• There IS Crying in Baseball

    It was Monday night. It was the first game of the three game series against the Arizona Diamondbacks. The Braves had managed to win only one game of a three-game series against the San Francisco Giants and had seen their lead in the National League East dwindle to one paltry game. If it wasn't what the manager calls a must-win, it was pretty close. The Diamondbacks led 3-2 going into the top of the 5th inning and, then, as magic tends to happen, the Braves started getting hits. Not just hits, doubles. One right after the other. And then there was a home run that went nearly 500 feet. At the end of the inning the Braves led 9-3. Not much happened over the next three innings and by the top of the ninth, most of the Diamondback fans had departed, leaving only Braves fans, of which there was an unusual number, in the bleachers at Chase Field. The cameraman panned the crowd to land on one of baseball’s archetypal images: a father and son cheering on their team which, in this case, was the Braves. The little boy had a full face, a short haircut, and a body that still bore the softness of childhood. The little boy was standing close to his father and his forearm pumped repetitively even as his face, his tired little face, reflected no animation. He could have been the only one in the stadium doing the tomahawk chop, but it would not have mattered. He was locked in. The camera stalled and stayed on the little boy as Chip Caray noted, “Look at that little fellow. He’s still chopping. Bless his heart.” And with that, I burst into tears. I have found, over the years, that my tears are not always predictable or even appropriate. I have cried on meeting newborn babies for the first time and on viewing television commercials during the Olympic Games. I have shed tears over the deaths of people I loved and of imaginary people in books. I have cried in joy and in anger, in empathy and in frustration, in awe and in exhaustion. But, before now, I have never cried over a little boy doing the tomahawk chop in Phoenix. After catching my breath and wiping my eyes, it felt important to figure out why I’d found myself weeping. I realized, after eliminating fatigue and hunger and loneliness as possible triggers, that I hadn’t been crying for the little boy, but for myself. I have been the fan who stood cheering long after it made any difference at all. I have been the one to refuse to leave early, clinging to the truth that, as Yogi Berra said during the pennant race of 1973, “it ain’t over ‘til it’s over.” I have been the one in the near-empty stadium chopping, chopping, chopping, wedded to the ridiculous idea that my arm would make the difference. It’s funny the power we think we have, the power we long to have. The Braves won by a final score of 11-4. The little boy and his chopping had nothing to do with it, of course, but it kinda felt like he and it did. It kinda felt like he had single-handedly, with his soft little arm, held the Diamondbacks at bay. It kinda felt like I had, with my tears, helped just a little. Bless our hearts. Copyright 2021

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  • The Columns | Kathy A. Bradley | Author and Writer in southeast Georgia | A lawyer by training and a storyteller by nature, Kathy A. Bradley is a writer in southeast Georgia for more than 20 years as a newspaper columnist and magazine contributor.   Kathy is the author of two books, Breathing and Walking Around and Wondering Toward Center. |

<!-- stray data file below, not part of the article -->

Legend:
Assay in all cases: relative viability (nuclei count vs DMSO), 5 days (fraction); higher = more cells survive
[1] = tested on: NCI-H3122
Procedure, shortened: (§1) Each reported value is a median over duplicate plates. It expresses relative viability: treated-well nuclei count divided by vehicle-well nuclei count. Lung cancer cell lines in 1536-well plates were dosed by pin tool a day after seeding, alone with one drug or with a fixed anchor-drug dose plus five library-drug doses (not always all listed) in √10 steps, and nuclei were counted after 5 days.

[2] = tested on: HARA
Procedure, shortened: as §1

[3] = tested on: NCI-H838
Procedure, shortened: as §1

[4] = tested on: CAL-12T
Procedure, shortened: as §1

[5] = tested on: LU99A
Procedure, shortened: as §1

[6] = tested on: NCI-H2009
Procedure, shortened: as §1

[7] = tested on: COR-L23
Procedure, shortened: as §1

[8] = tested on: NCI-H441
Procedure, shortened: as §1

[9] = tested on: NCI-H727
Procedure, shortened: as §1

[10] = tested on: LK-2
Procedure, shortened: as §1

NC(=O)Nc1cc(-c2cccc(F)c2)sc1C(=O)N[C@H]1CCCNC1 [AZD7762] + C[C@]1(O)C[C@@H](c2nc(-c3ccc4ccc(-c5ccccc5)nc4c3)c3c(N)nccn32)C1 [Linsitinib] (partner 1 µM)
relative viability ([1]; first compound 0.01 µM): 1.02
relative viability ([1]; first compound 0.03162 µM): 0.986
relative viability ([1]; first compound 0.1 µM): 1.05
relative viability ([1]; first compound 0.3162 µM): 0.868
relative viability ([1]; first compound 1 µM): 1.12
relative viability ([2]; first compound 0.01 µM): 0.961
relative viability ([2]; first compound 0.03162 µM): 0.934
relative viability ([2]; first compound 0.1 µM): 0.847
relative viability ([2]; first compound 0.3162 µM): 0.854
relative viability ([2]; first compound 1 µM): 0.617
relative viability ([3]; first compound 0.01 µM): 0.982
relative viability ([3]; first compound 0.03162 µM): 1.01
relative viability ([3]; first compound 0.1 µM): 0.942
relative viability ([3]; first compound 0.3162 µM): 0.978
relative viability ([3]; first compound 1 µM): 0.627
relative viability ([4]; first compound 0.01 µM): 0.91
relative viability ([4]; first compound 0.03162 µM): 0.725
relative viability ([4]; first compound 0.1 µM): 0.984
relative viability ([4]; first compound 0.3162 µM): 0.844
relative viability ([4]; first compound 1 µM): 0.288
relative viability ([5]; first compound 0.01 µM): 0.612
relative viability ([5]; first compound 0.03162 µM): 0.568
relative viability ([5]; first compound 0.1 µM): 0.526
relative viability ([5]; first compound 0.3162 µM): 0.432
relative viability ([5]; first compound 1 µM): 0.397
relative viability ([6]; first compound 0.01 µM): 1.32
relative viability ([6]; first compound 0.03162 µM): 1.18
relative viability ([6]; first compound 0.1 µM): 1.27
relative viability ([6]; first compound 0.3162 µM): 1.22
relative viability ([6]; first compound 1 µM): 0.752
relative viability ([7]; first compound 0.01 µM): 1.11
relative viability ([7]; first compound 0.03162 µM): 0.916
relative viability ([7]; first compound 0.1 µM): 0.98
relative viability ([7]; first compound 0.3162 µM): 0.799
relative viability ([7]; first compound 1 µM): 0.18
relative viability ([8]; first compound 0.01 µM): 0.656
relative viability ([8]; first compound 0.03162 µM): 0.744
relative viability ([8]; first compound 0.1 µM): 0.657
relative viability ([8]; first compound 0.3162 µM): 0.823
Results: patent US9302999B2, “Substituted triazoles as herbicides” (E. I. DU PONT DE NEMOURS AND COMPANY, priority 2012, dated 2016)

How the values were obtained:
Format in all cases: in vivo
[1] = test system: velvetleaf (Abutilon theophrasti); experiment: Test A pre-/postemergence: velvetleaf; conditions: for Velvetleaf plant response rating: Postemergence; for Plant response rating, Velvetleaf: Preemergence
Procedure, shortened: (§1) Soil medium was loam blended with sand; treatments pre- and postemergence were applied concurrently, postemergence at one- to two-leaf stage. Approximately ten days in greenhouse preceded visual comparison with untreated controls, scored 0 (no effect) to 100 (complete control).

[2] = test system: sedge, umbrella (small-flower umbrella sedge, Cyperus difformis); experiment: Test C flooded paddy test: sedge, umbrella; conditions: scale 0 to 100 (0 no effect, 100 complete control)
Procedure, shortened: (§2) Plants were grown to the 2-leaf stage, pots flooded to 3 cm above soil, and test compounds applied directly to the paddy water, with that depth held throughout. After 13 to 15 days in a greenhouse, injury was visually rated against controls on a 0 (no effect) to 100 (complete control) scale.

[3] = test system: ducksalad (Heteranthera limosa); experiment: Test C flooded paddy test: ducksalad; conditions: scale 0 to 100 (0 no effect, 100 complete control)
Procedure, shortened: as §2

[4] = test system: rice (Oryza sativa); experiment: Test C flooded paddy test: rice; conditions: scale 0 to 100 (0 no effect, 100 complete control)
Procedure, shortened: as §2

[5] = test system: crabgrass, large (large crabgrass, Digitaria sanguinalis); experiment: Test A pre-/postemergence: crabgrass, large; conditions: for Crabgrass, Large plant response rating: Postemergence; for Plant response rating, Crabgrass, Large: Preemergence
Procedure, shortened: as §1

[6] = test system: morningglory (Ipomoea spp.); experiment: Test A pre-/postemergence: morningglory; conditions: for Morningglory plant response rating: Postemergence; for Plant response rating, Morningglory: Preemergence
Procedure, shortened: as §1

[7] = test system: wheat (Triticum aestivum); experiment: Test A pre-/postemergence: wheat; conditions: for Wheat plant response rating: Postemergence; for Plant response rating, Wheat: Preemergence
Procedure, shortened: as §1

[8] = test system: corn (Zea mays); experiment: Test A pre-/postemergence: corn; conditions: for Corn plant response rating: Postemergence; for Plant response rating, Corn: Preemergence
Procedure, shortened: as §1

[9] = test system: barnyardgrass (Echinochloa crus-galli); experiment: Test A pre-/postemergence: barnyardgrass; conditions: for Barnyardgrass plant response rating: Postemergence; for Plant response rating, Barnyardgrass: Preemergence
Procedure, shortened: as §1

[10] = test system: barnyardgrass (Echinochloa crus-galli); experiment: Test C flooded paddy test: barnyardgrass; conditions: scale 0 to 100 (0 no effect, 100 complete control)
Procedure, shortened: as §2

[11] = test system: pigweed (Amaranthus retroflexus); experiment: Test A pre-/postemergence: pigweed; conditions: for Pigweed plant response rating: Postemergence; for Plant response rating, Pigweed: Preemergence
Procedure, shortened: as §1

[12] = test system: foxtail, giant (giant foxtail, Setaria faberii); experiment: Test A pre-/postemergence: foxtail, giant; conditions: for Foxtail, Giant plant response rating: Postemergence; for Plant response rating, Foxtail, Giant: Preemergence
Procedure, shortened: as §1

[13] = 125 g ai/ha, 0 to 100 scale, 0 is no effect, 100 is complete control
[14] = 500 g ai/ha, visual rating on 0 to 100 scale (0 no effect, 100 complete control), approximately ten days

In 1996 -- another century altogether! -- I told what I thought was a clever story to a friend and, in the circuitous way of small towns, that story made it's way to the editor of the local newspaper, who asked me to write it down. I did and he published it. Twenty-four years later I'm still writing stories for that same local newspaper. These are those stories. Website Designed by Beola Le'Shaun Consulting The Columns Kathy A. Bradley Sep 11 The Governor and the Wildflower 75 0 6 likes. Post not marked as liked 6 Kathy A. Bradley Aug 28 How To Make A Saint 259 2 11 likes. Post not marked as liked 11 Kathy A. Bradley Aug 14 Compare and Contrast 89 2 5 likes. Post not marked as liked 5 Kathy A. Bradley Jul 31 Geraniums, Baby Wrens, and Human Failure 74 0 5 likes. Post not marked as liked 5 Kathy A. Bradley Jul 17 Prescribed Burn 106 0 6 likes. Post not marked as liked 6 Kathy A. Bradley Jul 4 Observation Post 62 0 3 likes. Post not marked as liked 3 Kathy A. Bradley Jun 20 Celebration Season 101 1 4 likes. Post not marked as liked 4 Kathy A. Bradley Jun 5 Teach A Woman To Fish 139 2 8 likes. Post not marked as liked 8 Kathy A. Bradley May 22 For Hydrangeas and Wonder Woman 70 0 4 likes. Post not marked as liked 4 Kathy A. Bradley May 8 Wrens For The Win 78 0 3 likes. Post not marked as liked 3 Kathy A. Bradley Apr 24 Apple Butter and Dixie Cups 113 1 6 likes. Post not marked as liked 6 Kathy A. Bradley Apr 10 Freeze And Other Warnings 71 0 6 likes. Post not marked as liked 6 Kathy A. Bradley Mar 27 Feeding The Birds 82 0 7 likes. Post not marked as liked 7 Kathy A. Bradley Mar 14 Always Dogs 113 0 11 likes. Post not marked as liked 11 Kathy A. Bradley Feb 27 In the Company of Tire Tracks 76 1 6 likes. Post not marked as liked 6 Kathy A. Bradley Feb 14 Lovely As A Tree 110 3 9 likes. Post not marked as liked 9 Kathy A. Bradley Jan 30 Of Pine Trees and Merit Badges 149 0 12 likes. Post not marked as liked 12 Kathy A. Bradley Jan 16 The Union Label 385 1 12 likes. Post not marked as liked 12 Kathy A. Bradley Jan 2 Of Hawks and Border Collies 111 2 14 likes. Post not marked as liked 14 Kathy A. Bradley Dec 19, 2020 I've Got Mail 146 2 10 likes. Post not marked as liked 10 Kathy A. Bradley Dec 5, 2020 Like A River 353 2 21 likes. Post not marked as liked 21 Kathy A. Bradley Nov 21, 2020 Falling Leaves 120 1 13 likes. Post not marked as liked 13 Kathy A. Bradley Nov 8, 2020 Beautyberries and the Sinkhole 136 0 4 likes. Post not marked as liked 4 Kathy A. Bradley Oct 24, 2020 On Being A Girl With Kaleidoscope Eyes 100 0 7 likes. Post not marked as liked 7 Kathy A. Bradley Oct 11, 2020 Falling in Love with Butterflies 64 0 7 likes. Post not marked as liked 7 Kathy A. Bradley Sep 26, 2020 I Can Give You The Ocean 135 1 13 likes. Post not marked as liked 13 Kathy A. Bradley Sep 12, 2020 Summertime And The Livin' Is Grievin' 386 0 6 likes. Post not marked as liked 6 Kathy A. Bradley Aug 29, 2020 Would You Be My Neighbor? 163 0 7 likes. Post not marked as liked 7 Kathy A. Bradley Aug 16, 2020 Roots and Rainbows 124 0 5 likes. Post not marked as liked 5 Kathy A. Bradley Aug 1, 2020 Habitat for All Humanity 57 0 Post not marked as liked Kathy A. Bradley Jul 3, 2020 What Is It About Spider Webs? 7 0 Post not marked as liked - Jun 21, 2020 Mock - Ing - Bird -Yeh! 9 0 Post not marked as liked - Jun 6, 2020 Listen! 9 0 Post not marked as liked - May 23, 2020 The Yin and Yang of Pandemic 10 0 Post not marked as liked - May 9, 2020 Dancing With The Wind 3 0 1 like. Post not marked as liked 1 - Apr 26, 2020 Birds and Turtles 3 0 Post not marked as liked - Apr 11, 2020 Clouds and Sliding Doors 0 0 Post not marked as liked - Mar 28, 2020 Meeting In The Middle 1 0 Post not marked as liked - Mar 15, 2020 Mortar Boards and Floating Names 4 0 Post not marked as liked - Mar 1, 2020 Rain Tales 1 0 Post not marked as liked - Feb 15, 2020 Half Is Enough 0 0 Post not marked as liked - Feb 2, 2020 Not Quite Auld Lang Syne 0 0 Post not marked as liked - Jan 19, 2020 Under Cover of Buzzards 0 0 Post not marked as liked - Dec 21, 2019 Room In The Manger 0 0 Post not marked as liked - Dec 7, 2019 Infamous Hope 3 0 Post not marked as liked - Nov 24, 2019 Bury My Shoes At Wounded Heel 2 0 Post not marked as liked - Nov 13, 2019 Butterflies in November 0 0 Post not marked as liked - Oct 26, 2019 Clinging To The Ivy 1 0 Post not marked as liked - Oct 13, 2019 Feeling Fall 1 0 Post not marked as liked - Sep 29, 2019 Admonition 3 0 Post not marked as liked Archive